Sound operating practices, to include policies and procedures that are realistic. In other words, are we doing something that makes logical and practical sense?
Raising expectations of staff and students not just to be good, but also to strive for great.
Prepare for the future, in terms of growth financially, facilities, and community involvement.
2. Which job qualifications or positions distinguish you most from your opponent?
Having served the last four years on the board as vice-president and being involved as a parent and ACE committee member for four years prior to that qualifies me for the position. I am constantly reading, studying, and asking questions regarding educational programs and seeking solutions that are appropriate for the Arlington School District.
I had the pleasure of having just graduated both daughters from Arlington High School in 2006 and 2007. As a parent who has spent the last 13 years involved in my childrens education meeting with teachers, principals, bus drivers, and everyone else associated in the schools, I feel I would be better in touch with what is going on in todays schools than my opponent.
The business of education is not easy. There are a lot of emotions involved when you are dealing with our childrens lives and their futures. I have dedicated the last four years to seeing that their future is bright and fulfilling without hindering the process along the way. I know I will work harder in the future to ensure that the next generations of students to pass through the halls of any Arlington school will leave with as enriched and thorough education that we, the citizens of the Arlington School District, can provide.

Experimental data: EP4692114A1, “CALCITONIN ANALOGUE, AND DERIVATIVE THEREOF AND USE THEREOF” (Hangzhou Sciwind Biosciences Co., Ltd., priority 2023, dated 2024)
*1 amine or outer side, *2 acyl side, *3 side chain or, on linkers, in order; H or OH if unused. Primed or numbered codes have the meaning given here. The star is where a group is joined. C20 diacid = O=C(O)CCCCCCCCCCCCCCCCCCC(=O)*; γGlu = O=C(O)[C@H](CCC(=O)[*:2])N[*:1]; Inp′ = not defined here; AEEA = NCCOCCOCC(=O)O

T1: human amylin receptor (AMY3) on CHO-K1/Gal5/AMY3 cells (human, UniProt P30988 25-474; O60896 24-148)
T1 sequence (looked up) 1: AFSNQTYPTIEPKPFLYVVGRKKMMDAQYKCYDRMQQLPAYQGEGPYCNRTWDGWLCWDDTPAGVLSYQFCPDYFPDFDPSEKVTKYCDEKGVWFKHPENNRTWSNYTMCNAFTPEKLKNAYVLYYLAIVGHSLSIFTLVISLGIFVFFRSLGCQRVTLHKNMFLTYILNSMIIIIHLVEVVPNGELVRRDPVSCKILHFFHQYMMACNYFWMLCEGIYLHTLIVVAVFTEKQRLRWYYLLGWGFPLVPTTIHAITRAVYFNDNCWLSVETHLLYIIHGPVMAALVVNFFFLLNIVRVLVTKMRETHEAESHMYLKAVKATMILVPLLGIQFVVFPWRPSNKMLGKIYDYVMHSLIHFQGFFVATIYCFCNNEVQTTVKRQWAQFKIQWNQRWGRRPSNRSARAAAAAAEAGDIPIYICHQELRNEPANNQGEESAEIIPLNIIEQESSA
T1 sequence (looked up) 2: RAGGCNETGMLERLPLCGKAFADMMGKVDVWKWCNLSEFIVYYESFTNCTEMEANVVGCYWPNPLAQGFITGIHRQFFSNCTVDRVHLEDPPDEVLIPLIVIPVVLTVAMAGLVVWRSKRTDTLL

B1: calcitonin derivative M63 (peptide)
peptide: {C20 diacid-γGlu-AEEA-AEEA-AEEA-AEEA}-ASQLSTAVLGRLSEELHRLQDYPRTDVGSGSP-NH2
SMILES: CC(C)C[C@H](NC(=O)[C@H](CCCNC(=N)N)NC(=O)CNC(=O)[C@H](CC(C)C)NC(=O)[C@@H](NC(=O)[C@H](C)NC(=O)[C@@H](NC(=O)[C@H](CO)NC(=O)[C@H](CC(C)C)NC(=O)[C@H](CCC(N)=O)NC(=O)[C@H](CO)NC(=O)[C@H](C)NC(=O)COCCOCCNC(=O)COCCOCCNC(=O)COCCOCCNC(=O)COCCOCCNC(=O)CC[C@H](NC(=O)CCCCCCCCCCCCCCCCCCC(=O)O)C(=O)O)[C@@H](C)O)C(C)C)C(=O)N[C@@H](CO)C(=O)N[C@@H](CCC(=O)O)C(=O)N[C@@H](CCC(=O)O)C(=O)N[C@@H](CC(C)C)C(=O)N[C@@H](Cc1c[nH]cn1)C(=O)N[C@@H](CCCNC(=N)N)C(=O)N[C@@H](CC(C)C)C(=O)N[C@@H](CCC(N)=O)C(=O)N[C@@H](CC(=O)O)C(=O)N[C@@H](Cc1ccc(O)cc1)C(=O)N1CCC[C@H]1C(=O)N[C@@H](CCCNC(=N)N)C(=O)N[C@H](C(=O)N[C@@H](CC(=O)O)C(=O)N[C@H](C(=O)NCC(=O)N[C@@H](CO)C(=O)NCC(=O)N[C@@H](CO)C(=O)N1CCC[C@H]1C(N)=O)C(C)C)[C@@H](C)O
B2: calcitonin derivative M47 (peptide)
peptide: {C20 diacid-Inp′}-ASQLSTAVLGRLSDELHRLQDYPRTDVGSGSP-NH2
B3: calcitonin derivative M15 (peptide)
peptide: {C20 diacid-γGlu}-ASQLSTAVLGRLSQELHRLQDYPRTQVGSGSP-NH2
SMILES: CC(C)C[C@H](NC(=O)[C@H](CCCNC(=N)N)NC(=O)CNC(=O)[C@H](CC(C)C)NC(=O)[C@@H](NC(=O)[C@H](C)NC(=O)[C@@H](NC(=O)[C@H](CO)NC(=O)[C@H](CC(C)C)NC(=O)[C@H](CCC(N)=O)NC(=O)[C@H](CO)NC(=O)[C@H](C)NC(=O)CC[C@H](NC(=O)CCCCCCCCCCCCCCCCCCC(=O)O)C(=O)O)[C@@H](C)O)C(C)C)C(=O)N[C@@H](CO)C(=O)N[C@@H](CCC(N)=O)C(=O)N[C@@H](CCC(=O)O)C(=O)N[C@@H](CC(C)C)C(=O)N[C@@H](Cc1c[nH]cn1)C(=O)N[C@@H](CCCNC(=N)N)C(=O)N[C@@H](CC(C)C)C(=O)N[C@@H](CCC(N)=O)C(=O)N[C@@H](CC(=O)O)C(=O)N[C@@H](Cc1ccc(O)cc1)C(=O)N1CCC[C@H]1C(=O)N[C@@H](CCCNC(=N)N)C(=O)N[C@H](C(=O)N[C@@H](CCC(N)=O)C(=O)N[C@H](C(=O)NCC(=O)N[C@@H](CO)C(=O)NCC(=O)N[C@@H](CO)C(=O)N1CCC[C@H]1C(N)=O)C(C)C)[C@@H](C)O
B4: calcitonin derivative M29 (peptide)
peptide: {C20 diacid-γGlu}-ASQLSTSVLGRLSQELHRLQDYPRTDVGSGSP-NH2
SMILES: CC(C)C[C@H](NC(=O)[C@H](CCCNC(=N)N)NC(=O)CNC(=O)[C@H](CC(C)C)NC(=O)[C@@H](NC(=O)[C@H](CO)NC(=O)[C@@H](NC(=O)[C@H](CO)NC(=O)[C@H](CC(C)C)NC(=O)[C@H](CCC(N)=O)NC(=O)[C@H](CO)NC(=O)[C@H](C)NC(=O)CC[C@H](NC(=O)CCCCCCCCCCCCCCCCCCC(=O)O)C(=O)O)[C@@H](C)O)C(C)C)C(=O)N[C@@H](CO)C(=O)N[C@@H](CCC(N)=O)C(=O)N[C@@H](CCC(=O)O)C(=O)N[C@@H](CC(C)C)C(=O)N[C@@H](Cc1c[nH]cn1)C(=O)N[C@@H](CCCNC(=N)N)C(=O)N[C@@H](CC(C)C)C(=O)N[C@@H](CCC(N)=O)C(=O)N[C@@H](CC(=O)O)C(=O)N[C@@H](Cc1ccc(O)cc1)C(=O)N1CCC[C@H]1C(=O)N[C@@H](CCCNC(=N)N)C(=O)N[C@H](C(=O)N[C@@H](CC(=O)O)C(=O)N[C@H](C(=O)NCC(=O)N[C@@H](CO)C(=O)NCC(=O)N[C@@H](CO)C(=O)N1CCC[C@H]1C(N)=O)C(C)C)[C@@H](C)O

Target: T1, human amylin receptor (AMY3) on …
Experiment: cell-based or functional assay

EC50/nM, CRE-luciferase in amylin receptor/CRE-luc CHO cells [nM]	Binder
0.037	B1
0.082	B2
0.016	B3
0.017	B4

Snohomish County Clerk

Bob Dantini, Snohomish County Clerk candidate.
1. If elected, what are your first priorities upon taking office?
Top priority is to facilitate resolution of clerks staff pay and benefit issues. I will support these dedicated employees in every manner possible. Secondly, Ill meet with every employee and listen to their views about what they believe is good and bad about their job and what they think could be done to be more effective and efficient.
2. Which job qualifications or positions distinguish you most from your opponent?
My depth and level of professional experience and leadership are the most distinguishing aspects. Ive successfully led the largest elected county treasury in Washington state. I have a college degree from the University of Washington; my opponent has a high school degree. Prior to becoming treasurer, I earned a living making recommendations on how to improve operations in many different areas of county government. The recommendations resulted in millions of dollars in additional non tax revenues and savings to the taxpayers. My opponent has very limited exposure to business operations within the clerks office. The elected clerk is a leadership position. I have been a respected and effective leader for 12 years.